Almost everyone has a Facebook page these days. Online social networking has become a way of life. I don’t want to explore the general pros and cons of social networking (there are already enough of those articles around), but I do want to discuss the role of EVANGELISM in social networking.
I often wrestle with the question of how and how often to directly witness on facebook and twitter.
I have numerous facebook accounts and pages for different purposes. Some are for my evangelism websites, while others are for my business and my personal use. There is a lot of over-lap but most of my networking profiles have different circles of friends and acquaintances. Only about one third of my Facebook friends are Christians and while I am mindful to not hide my light under a bowl, I do think that some discretion is needed. I guess it is my desire to always remain seeker sensitive. When I say sensitive, I don’t mean that we need to be scared of offending them with the truth (we know that the Gospel IS offensive to those that are unsaved – see John 1), but I just mean we need to be aware that they are potentially reading everything that we write and will look at our Facebook comments through the eyes of an unbeliever.
I do post some links to articles and videos that present the Gospel in the hope that some of my unsaved friends might be challenged or encouraged, but at the same time I don’t want to make every status update about theology or the “blood of Jesus”. When we speak to strangers or friends in person (real life), it is always good to season our spiritual witnessing efforts with some discussions on the natural as well. If I can connect on the natural with a person, it is more likely that they will be less hostile when I try connecting with them on the spiritual.
We should NEVER discourage anyone from using their online social networking opportunities to share the Gospel!
I know that God’s Word does not return void and even posting a simple Bible verse could be used by God to point someone to the light. I do sometimes doubt though, that we should be discussing “in house” theology or having public, online arguments about Church, Doctrines, Church Leadership Character Judgements etc…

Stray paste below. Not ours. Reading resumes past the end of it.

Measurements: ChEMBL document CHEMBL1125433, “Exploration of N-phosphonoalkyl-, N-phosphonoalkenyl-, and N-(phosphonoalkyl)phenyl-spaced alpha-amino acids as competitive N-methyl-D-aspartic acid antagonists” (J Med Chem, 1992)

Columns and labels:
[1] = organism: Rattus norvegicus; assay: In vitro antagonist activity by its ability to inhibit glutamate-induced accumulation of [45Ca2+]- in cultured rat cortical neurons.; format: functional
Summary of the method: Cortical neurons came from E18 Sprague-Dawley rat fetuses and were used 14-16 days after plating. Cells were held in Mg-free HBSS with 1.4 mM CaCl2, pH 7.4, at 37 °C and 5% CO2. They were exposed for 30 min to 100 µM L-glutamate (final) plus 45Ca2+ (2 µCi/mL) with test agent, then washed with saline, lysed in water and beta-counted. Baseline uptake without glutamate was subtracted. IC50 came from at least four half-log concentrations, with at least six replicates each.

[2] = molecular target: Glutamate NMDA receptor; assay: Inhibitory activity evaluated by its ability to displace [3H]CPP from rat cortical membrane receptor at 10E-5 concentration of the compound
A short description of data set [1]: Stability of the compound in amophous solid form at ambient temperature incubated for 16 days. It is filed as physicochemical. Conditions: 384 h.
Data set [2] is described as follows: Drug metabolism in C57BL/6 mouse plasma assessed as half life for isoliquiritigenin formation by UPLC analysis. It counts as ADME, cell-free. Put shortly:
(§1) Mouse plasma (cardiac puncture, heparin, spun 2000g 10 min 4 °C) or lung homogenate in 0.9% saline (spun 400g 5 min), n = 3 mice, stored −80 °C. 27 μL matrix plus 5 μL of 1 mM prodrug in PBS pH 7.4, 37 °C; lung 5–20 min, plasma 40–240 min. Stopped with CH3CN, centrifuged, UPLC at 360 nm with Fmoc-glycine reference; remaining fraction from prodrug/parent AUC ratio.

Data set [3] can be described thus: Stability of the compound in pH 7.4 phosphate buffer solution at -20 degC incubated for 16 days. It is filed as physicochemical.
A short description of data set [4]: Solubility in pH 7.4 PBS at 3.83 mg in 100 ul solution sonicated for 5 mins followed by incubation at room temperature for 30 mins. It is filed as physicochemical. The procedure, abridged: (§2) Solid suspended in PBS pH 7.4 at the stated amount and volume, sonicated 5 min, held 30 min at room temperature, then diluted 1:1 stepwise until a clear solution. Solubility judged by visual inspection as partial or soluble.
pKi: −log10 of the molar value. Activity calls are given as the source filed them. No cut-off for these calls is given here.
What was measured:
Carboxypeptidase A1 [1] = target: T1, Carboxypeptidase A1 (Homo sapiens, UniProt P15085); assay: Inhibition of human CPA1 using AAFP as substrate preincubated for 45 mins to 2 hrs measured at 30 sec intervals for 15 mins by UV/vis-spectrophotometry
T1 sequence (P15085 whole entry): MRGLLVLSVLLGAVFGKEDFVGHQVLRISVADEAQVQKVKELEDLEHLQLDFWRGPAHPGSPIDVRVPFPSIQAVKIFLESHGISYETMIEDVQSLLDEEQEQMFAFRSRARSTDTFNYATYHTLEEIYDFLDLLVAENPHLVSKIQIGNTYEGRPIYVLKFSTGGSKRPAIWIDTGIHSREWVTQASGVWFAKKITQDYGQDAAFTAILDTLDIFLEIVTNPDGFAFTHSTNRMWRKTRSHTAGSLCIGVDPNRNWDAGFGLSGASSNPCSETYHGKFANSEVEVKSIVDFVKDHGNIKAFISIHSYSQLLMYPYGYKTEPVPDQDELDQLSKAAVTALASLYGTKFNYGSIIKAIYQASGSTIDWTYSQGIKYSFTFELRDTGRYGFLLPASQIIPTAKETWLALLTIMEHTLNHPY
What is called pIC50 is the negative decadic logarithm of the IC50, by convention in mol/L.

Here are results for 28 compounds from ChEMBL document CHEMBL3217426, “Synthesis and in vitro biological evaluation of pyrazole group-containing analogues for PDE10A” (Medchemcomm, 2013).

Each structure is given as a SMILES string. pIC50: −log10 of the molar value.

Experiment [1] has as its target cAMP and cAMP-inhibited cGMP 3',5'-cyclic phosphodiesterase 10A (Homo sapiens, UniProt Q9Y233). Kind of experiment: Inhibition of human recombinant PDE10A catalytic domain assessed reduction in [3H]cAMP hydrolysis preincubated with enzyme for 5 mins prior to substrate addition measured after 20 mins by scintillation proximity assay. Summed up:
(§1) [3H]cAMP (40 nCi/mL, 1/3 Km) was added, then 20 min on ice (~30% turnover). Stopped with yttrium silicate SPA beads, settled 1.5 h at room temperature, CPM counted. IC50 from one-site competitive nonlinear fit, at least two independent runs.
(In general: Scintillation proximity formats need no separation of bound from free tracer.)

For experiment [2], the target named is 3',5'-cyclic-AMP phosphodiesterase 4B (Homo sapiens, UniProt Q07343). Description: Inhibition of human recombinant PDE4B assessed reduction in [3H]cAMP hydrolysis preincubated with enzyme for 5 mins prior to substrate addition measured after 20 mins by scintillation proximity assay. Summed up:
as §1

The following are a few controversial topics that I believe will not do our cause any good to discuss on public, mainstream boards like Facebook.
- Calvinism V’s Arminianism
- Controversy over Holy Spirit Manifestations, tongues
- Negative complaints about other Churches
- Baptism: Full immersion or sprinkling
Websites and social networking sites that are specifically geared for Christians
Websites like ChristianForumSite.com, Evangelism Forum and the website you are on right now are great forums for such debates. My point is that general networking websites like Facebook are not the place to air our dirty laundry. No wonder people are confused when they see that Christians disagree on so many issues. I am not suggesting that we promote a facade of fake unity but we should conduct our public, online, mainstream networking in a way that “they will know that we are Christian by our love for one another”, not by our disagreements.
A Fishing Analogy (come-on, they do work well with the topic of evangelism!)
I think it is great to FISH on facebook but not so good to talk about FISHING on Facebook. In other words, it is great to make your status update John 3 verse 16 or post a link to a Gospel presentation, but maybe it is less effective to debate effective means for reaching the lost when more than half of your network ARE the fish. Don’t talk about the tackle and techniques, instead USE the techniques. A fish that knows he is being strategically hunted will be more cautious, more on guard and harder to catch! To read a profoundly clever evangelism fishing analogy, click here.
Then there are the Facebook pages that are specifically geared for the in-house debates, ie: Christian Tattoos Facebook page These are good because they provide a forum where Christians can debate theology on a practical level. It is just a pity that the comments are also promoted on your own wall and your non-Christian friends receive an update of your activity on their facebook feed. Perhaps there is a setting to turn this off?
Online Social Networking definitely poses a myriad of new opportunities and issues that Christians need to be aware of.
On reflection, my opinion here is different for those who are renowned public figures; those who are known for their role in leadership, teaching and theology. It would be strange for a Christian Pastor to only ever talk about the weather and football and it is unlikely that non-Christians will subscribe to the page of a public Christian Pastor unless they are expecting and hoping for some discussions on theology. I do like the old saying “It is no good being so spiritually minded that you are no earthly good”. Another one that I like is “Preach SALVATION first and then SANCTIFICATION”. It makes sense to tell people ABOUT Jesus first and then tell them why they should live like Jesus. It is unrealistic for us to expect them to live like Jesus if they don’t know Him [Did you live like Jesus before you knew him?]. I am hoping to open this up for discussion, rather than tell you that my opinion is the only valid one. I am still processing how as a Christian, to manage these social networking issues myself and I might very well come to see things differently after more research.
What do you think? How should Christians use online social media? Please feel free to post your thoughts and feedback via the below comments form.